Harvey A. Silverglate, an advocate for civil liberties since the 1960s, is an attorney, writer, and non-profit activist. Currently practicing law with the Boston firm Zalkind Duncan & Bernstein LLP, Silverglate specializes in criminal defense, civil liberties, and academic freedom/student rights cases. In addition to his legal work, Silverglate has led a parallel writing career as newspaper columnist and book author.
Silverglate’s career as legal practitioner, spanning some four decades, has ranged widely and has included drug prosecutions, draft and riot cases in the '60s and '70s, bank and securities fraud, bribery and extortion, espionage, tax evasion, police misconduct, murder and manslaughter, habeas corpus proceedings, money laundering, and desertion (tried at a court martial). In one of his first cases, he served as trial counsel for students charged with taking over University Hall at Harvard during an anti-war demonstration in 1969. He has since done substantial defense against charges of business crime without becoming labeled a “white collar” (much less a “white shoe”) lawyer. He has represented alleged illicit drug dealers without becoming a “drug lawyer.” He has represented several alleged “organized crime figures” without being deemed a “mob lawyer.” Silverglate’s breadth of experience has given him perspective on the methods and techniques employed by police and prosecutors, and especially on the federal level, over the course of decades.
Silverglate has handled cases in both state and federal courts, in Massachusetts and elsewhere in the country, on both the trial and appellate levels. He has represented an enormously diverse group of clients in the white collar arena, including Michael Milken, Leona Helmsley, Theodore Anzalone (in two Boston political corruption/money laundering federal cases resulting in two acquittals), and Louis C. Ostrer (in a long-running battle with a Department of Justice intent on forcing him to become a government witness), among many others.
Silverglate was on the successful defense team for Jewish Defense League accused terrorist Sheldon Seigel, charged in the bombing-murder at the offices of impresario Sol Hurok, described by Alan Dershowitz in his book The Best Defense (Random House, 1982). Silverglate’s defense of the East German physicist, Prof. Alfred Zehe, in a high-profile espionage prosecution, was recounted by Craig R. Whitney, the then-European diplomatic correspondent for The New York Times, in Spy Trader: Germany’s Devil’s Advocate & the Darkest Secrets of the Cold War (Times Books/Random House, 1993). Silverglate’s long-time post-conviction representation of Dr. Jeffrey R. MacDonald in the so-called “Fatal Vision” or “Green Beret” murder case at Fort Bragg, North Carolina, in which Silverglate remains firmly convinced that an innocent man was railroaded into a life sentence, is recounted by Jerry Allen Potter and Fred Bost in Fatal Justice: Reinvestigating the MacDonald Murders (Norton, 1995) and by Errol Morris in A Wilderness of Error: The Trials of Jeffrey MacDonald (Penguin, 2012).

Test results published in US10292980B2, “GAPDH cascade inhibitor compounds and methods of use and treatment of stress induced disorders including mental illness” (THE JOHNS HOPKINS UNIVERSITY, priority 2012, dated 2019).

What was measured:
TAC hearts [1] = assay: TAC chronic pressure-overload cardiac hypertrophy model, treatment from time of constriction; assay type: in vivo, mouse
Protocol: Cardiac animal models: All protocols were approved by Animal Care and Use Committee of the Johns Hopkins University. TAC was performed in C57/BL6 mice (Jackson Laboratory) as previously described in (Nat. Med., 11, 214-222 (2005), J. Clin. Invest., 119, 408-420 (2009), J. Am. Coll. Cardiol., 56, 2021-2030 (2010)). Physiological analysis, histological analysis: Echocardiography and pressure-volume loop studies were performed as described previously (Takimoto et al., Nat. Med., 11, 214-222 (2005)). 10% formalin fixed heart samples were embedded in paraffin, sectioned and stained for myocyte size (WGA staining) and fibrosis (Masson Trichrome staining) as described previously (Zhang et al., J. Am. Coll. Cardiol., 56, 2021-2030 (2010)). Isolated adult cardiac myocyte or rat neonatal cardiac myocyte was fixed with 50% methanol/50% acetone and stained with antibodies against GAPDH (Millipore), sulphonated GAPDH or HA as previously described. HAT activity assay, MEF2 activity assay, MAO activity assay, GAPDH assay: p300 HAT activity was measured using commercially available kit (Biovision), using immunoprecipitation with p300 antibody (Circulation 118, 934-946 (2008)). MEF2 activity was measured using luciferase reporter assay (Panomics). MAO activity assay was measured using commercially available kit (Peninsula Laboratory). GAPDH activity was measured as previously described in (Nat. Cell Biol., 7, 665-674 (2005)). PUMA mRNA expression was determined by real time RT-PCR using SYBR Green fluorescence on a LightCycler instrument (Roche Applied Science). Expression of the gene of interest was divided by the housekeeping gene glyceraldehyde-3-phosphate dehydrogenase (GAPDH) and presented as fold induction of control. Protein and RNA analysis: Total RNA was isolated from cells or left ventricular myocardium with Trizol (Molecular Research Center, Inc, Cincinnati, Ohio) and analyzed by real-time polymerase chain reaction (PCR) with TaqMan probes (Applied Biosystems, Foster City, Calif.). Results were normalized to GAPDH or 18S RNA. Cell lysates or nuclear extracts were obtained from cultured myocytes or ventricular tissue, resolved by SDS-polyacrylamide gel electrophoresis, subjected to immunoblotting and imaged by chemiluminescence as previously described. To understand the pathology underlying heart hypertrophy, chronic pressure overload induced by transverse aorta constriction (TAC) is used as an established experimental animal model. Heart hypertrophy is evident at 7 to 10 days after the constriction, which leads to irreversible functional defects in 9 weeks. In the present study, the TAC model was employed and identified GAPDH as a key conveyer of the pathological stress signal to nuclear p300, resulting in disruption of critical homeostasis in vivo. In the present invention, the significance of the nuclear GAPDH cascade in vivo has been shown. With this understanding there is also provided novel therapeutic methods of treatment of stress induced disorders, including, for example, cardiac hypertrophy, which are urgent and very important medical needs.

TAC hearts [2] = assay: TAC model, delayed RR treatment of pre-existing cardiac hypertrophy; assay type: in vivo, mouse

Silverglate was co-counsel in the representation of Sen. Mike Gravel (D. Alaska) in an off-shoot of the “Pentagon Papers” litigation in which the senator’s aide was subpoenaed by a federal grand jury – the case made it to the U.S. Supreme Court and was the subject of Silverglate’s co-authored (with Prof. Robert Reinstein) article in 86 Harvard Law Review 1748 (1971).
Silverglate also represented the Church of Scientology in numerous cases implicating the organization’s religious liberties. He was on the legal team that, in 1997, represented Louise Woodward, the British au pair charged in Boston in the claimed “shaken baby” death of an infant in her care, and he argued the winning issue in that case before the Supreme Judicial Court of Massachusetts, resulting in the release of a client in whose innocence Silverglate remains confident to this day.
Silverglate has combined his legal experience with a parallel career writing about civil liberties and criminal law. He was, for nearly four decades, the criminal law and civil liberties columnist for the Boston Phoenix, an alternative weekly newspaper, and he has frequently contributed commentary to Forbes.com. Silverglate is a former bi-monthly civil liberties columnist for The National Law Journal, and his op-ed pieces have appeared in The Wall Street Journal, The Boston Globe, The Boston Herald, The Philadelphia Inquirer, The Los Angeles Times, and elsewhere. His articles and book reviews have been published in the Harvard Law Review, The New York Times Book Review, Massachusetts Lawyers Weekly, The Wilson Quarterly, The Chronicle of Higher Education, Reasonmagazine, a number of other professional journals, and elsewhere. (A more complete list of his articles and essays can be accessed here.)